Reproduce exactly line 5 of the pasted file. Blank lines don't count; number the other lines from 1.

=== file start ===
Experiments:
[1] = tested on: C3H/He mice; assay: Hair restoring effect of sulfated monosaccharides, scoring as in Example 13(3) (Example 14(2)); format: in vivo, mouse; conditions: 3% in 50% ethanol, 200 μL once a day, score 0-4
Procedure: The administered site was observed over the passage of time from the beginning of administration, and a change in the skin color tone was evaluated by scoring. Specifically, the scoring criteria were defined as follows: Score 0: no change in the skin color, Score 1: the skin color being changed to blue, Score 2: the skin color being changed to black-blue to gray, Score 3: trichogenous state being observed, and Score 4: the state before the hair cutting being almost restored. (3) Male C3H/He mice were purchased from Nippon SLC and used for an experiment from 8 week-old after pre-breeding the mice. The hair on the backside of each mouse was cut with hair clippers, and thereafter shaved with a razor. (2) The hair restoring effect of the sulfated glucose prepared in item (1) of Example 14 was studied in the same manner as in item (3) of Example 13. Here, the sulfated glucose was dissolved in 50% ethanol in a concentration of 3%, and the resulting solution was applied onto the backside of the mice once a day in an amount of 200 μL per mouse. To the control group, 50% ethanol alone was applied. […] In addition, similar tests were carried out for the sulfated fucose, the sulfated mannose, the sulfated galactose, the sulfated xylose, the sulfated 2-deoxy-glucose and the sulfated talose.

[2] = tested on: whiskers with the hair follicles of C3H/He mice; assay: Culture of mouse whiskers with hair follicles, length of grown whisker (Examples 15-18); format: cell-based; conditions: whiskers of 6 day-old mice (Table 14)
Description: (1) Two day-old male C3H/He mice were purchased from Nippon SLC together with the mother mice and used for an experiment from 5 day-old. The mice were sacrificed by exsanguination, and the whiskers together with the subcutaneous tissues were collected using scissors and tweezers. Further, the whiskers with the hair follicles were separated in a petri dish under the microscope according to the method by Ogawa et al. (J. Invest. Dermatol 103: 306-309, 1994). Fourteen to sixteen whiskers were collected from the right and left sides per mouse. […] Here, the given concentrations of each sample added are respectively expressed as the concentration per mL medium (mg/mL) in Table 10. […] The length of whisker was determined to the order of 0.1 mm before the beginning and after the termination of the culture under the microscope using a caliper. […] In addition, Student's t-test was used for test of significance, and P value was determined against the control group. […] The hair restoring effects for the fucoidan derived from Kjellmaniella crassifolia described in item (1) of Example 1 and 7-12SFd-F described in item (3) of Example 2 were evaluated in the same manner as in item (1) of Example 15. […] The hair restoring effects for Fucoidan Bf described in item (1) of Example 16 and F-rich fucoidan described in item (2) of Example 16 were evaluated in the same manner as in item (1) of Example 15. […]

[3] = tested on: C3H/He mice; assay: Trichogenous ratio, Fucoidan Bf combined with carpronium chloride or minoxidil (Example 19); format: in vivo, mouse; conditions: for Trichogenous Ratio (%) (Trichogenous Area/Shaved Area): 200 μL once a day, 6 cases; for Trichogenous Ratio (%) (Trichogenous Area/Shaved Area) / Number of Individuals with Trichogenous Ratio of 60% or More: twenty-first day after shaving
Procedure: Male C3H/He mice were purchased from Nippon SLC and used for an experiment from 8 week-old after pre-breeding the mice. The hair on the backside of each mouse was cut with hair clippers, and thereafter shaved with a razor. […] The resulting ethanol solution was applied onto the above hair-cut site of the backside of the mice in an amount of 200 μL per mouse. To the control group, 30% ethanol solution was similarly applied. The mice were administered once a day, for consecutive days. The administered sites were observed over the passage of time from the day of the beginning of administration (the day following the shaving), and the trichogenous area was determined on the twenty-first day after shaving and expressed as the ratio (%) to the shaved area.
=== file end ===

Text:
Description: (1) Two day-old male C3H/He mice were purchased from Nippon SLC together with the mother mice and used for an experiment from 5 day-old. The mice were sacrificed by exsanguination, and the whiskers together with the subcutaneous tissues were collected using scissors and tweezers. Further, the whiskers with the hair follicles were separated in a petri dish under the microscope according to the method by Ogawa et al. (J. Invest. Dermatol 103: 306-309, 1994). Fourteen to sixteen whiskers were collected from the right and left sides per mouse. […] Here, the given concentrations of each sample added are respectively expressed as the concentration per mL medium (mg/mL) in Table 10. […] The length of whisker was determined to the order of 0.1 mm before the beginning and after the termination of the culture under the microscope using a caliper. […] In addition, Student's t-test was used for test of significance, and P value was determined against the control group. […] The hair restoring effects for the fucoidan derived from Kjellmaniella crassifolia described in item (1) of Example 1 and 7-12SFd-F described in item (3) of Example 2 were evaluated in the same manner as in item (1) of Example 15. […] The hair restoring effects for Fucoidan Bf described in item (1) of Example 16 and F-rich fucoidan described in item (2) of Example 16 were evaluated in the same manner as in item (1) of Example 15. […]